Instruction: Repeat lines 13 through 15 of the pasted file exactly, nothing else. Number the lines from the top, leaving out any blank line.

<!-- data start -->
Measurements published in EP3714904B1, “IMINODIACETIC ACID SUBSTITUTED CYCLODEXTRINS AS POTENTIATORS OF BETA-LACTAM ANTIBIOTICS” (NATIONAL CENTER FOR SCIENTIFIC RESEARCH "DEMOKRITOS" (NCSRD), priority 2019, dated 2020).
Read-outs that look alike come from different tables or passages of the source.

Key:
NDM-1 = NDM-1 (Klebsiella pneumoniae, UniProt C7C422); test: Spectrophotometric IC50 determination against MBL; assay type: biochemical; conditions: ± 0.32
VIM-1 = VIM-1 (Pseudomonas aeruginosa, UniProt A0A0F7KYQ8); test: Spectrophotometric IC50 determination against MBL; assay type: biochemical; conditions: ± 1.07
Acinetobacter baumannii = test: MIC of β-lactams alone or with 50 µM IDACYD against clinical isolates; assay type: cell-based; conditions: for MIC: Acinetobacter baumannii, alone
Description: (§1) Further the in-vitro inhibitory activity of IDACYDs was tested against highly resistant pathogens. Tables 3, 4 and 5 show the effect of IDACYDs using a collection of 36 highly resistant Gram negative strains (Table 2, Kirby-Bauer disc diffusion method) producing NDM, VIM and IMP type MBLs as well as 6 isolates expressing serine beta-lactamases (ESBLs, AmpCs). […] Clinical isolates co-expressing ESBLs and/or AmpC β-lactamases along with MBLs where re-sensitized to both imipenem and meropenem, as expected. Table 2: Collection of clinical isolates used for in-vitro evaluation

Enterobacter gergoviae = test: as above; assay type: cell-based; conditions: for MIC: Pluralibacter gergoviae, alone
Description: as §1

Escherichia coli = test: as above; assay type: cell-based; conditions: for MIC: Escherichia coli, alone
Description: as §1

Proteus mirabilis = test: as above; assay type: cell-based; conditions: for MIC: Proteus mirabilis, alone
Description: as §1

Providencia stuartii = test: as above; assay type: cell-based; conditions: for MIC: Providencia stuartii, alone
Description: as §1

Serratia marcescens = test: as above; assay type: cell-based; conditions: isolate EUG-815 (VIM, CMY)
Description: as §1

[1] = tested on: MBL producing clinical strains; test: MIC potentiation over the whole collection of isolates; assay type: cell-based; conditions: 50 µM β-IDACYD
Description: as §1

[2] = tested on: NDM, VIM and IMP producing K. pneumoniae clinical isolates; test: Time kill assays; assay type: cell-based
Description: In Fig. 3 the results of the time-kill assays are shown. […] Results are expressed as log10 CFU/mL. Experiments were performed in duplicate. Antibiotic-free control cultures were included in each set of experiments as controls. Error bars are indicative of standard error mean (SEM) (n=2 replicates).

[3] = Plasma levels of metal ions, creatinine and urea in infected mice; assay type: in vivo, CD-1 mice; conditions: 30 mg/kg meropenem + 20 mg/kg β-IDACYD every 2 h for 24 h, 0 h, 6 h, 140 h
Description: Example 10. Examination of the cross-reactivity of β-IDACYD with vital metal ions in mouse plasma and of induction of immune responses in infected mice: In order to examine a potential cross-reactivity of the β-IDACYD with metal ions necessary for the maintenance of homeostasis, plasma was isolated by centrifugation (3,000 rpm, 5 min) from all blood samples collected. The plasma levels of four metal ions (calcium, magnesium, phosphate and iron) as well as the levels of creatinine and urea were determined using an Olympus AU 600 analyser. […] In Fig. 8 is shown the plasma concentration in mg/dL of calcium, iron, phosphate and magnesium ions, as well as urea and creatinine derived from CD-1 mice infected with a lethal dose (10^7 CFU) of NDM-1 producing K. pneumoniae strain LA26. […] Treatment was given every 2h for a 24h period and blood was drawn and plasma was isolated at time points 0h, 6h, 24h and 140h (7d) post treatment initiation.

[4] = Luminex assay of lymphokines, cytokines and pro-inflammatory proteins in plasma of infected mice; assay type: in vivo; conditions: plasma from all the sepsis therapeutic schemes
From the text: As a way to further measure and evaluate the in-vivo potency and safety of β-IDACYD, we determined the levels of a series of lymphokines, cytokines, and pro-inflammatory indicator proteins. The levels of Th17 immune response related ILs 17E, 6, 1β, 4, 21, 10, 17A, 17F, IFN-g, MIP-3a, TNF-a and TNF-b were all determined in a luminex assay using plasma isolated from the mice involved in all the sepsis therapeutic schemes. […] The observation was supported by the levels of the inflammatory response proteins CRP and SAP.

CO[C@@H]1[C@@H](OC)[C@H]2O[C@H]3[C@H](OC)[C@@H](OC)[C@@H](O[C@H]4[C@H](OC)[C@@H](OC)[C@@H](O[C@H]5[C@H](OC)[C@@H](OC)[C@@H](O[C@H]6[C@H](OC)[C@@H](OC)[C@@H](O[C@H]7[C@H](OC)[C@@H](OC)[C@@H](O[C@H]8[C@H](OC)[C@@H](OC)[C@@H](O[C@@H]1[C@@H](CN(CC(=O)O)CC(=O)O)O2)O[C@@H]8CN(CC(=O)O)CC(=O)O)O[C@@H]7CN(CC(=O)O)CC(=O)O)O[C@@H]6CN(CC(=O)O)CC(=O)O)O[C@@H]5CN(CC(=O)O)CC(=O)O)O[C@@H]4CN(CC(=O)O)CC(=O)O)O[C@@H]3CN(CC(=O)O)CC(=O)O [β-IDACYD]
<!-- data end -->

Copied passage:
Description: as §1

Providencia stuartii = test: as above; assay type: cell-based; conditions: for MIC: Providencia stuartii, alone
Description: as §1